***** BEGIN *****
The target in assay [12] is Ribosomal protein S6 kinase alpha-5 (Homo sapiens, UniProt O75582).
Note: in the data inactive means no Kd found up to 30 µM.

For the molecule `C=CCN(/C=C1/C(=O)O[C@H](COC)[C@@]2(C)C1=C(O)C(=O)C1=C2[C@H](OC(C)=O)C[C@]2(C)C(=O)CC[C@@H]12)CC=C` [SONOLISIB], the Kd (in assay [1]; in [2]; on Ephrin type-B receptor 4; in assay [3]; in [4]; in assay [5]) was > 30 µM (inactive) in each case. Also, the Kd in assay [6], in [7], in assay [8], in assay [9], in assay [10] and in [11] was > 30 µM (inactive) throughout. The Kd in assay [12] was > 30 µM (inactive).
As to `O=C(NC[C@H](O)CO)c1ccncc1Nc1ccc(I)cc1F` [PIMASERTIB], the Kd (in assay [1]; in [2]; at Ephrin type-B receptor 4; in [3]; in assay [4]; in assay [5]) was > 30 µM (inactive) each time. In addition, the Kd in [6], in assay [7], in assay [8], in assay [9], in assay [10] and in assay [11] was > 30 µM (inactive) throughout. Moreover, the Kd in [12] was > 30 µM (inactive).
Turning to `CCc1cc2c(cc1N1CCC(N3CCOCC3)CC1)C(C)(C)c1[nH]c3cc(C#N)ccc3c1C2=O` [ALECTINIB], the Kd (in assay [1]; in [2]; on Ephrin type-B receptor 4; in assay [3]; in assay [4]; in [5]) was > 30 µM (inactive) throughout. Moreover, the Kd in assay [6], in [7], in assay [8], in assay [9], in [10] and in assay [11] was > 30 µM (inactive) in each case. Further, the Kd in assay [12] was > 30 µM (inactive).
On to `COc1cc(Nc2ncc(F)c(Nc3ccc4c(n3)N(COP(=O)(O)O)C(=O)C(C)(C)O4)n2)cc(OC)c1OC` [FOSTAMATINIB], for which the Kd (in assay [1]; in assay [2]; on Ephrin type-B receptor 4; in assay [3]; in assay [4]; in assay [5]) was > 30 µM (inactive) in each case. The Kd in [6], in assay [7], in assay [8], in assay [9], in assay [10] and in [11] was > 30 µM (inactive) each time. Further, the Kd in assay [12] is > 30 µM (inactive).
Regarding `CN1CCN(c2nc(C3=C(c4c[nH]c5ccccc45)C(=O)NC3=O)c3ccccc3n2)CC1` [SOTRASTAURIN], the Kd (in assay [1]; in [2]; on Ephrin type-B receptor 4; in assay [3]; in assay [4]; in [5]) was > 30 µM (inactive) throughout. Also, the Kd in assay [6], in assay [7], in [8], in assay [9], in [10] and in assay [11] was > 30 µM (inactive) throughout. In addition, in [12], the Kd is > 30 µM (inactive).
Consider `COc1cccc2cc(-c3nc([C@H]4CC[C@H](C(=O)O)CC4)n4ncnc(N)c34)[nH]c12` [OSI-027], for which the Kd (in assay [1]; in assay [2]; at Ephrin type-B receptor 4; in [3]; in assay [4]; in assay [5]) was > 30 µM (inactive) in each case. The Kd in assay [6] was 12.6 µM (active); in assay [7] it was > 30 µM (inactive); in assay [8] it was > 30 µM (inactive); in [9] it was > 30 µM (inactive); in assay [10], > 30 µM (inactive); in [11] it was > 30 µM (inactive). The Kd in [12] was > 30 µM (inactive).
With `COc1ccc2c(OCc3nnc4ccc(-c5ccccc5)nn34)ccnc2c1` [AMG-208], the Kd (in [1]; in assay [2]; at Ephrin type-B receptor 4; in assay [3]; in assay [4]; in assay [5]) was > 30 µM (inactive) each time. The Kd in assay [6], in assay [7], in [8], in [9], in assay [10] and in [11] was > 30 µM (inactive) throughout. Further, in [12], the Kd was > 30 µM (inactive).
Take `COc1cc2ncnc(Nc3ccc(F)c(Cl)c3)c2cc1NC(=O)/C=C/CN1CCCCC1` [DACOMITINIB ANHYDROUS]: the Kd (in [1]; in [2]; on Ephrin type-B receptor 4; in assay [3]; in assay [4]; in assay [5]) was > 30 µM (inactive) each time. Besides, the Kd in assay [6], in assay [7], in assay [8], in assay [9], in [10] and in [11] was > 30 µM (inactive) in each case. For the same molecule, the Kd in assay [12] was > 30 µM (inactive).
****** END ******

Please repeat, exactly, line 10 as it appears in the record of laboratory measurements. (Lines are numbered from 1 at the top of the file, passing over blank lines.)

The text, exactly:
Take `COc1cc2ncnc(Nc3ccc(F)c(Cl)c3)c2cc1NC(=O)/C=C/CN1CCCCC1` [DACOMITINIB ANHYDROUS]: the Kd (in [1]; in [2]; on Ephrin type-B receptor 4; in assay [3]; in assay [4]; in assay [5]) was > 30 µM (inactive) each time. Besides, the Kd in assay [6], in assay [7], in assay [8], in assay [9], in [10] and in [11] was > 30 µM (inactive) in each case. For the same molecule, the Kd in assay [12] was > 30 µM (inactive).